Scams target payers, tax pros
Tax scams are in full swing, and this year they're targeting both taxpayers and tax professionals. Some new scams involving the much-ballyhooed...
Newhouse News Service
Tax scams are in full swing, and this year they're targeting both taxpayers and tax professionals.
Some new scams involving the much-ballyhooed tax rebates have already popped up — and you can expect more to appear as the government gets closer to issuing those checks.
For now, look out for:
• Investigation/audit alerts. These warnings, which may appear to be from the IRS, the Department of Justice or another federal agency, warn the recipient that a company with which he or she is associated is the subject of an audit or a complaint "for business activity."
In the audit e-mails — and this is rare in spam — a specific individual or company may be named. Usually, spam isn't that specific.
These bogus e-mails may include a link to a complaint or form, although clicking on either could infect the computer with malware that can transmit account numbers and passwords or the user's keystrokes to a remote location.
Agencies do not e-mail notices of investigations or audits. They send letters.
• Rebate phone calls. Callers purport to be IRS employees who need bank or Social Security information to get a rebate check to the taxpayer.
The only way you should share bank-routing information with the IRS is on your tax return. The IRS does not make phone calls to check the status of taxpayers' returns, refunds or rebates.
Occasionally, scammers will invoke the name of the Social Security Administration because that sometimes rattles older consumers.
• Reward/refund/rebate e-mails. A number of scams purport to give people prizes for filling out tax forms early, for being conscientious about filing tax returns or as a reward for some other good behavior. The e-mail may contain a link to a claim form that, if you fill it out, will transmit account or Social Security numbers to scammers. The IRS isn't in the business of giving out grants, rewards or other warm fuzzies.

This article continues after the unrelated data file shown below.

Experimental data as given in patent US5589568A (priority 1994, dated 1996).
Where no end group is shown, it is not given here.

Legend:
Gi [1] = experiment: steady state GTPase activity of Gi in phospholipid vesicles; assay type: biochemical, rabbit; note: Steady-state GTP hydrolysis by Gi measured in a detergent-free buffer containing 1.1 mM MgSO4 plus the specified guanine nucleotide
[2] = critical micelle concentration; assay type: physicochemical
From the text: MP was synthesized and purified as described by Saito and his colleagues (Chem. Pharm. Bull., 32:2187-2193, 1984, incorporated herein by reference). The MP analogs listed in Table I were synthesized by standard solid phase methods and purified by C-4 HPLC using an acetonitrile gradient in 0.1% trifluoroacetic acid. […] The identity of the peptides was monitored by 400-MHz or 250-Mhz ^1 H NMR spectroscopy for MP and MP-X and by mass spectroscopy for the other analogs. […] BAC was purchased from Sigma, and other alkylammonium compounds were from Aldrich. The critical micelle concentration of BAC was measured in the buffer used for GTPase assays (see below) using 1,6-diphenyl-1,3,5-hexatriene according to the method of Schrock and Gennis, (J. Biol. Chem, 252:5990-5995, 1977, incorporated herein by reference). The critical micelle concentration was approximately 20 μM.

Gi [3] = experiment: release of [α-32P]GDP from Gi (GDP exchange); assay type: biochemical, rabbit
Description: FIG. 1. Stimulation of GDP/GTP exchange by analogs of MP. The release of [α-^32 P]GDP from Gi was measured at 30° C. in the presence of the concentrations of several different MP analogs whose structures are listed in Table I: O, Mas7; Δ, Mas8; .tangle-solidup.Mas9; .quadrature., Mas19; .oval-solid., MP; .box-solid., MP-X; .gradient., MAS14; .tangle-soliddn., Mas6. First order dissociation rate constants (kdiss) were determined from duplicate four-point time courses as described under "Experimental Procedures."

• Charity scams. These are e-mails that appear to be from the IRS and that are aimed at charitable organizations. It's the usual "click here and pick up a virus or share your account information with scammers."
• Tax law updates. This bogus IRS e-mail is addressed to accountants, business managers and treasurers. The e-mail claims to have a link to updates to the tax code. The link is believed to contain malware or spyware.
• Check scheme. This is a phone scam, in which a caller who claims to be from the IRS purports to be verifying an uncashed refund check. The caller asks for bank-routing information. The IRS does not make such calls.
So here are some rules of thumb:
• The government conducts official business through regular mail, not through e-mail. E-mail is not secure.
• If you're in doubt, contact the IRS through its Web site at www.irs.gov or 800-829-1040. (If you want to get to a live representative, press 1 and then 5.)
• E-mails about prizes, lotteries and the like are generally fake — no matter who the sender is.
• Never click on a link contained in an e-mail unless you know the sender and know what the link will take you to.
• You can forward any suspect e-mails from the IRS to email@example.com.
• The FBI also collects and investigates Internet scams. For directions on how to pass a complaint along, visit the FBI's Web site at www.ic3.gov.
Copyright © 2008 The Seattle Times Company
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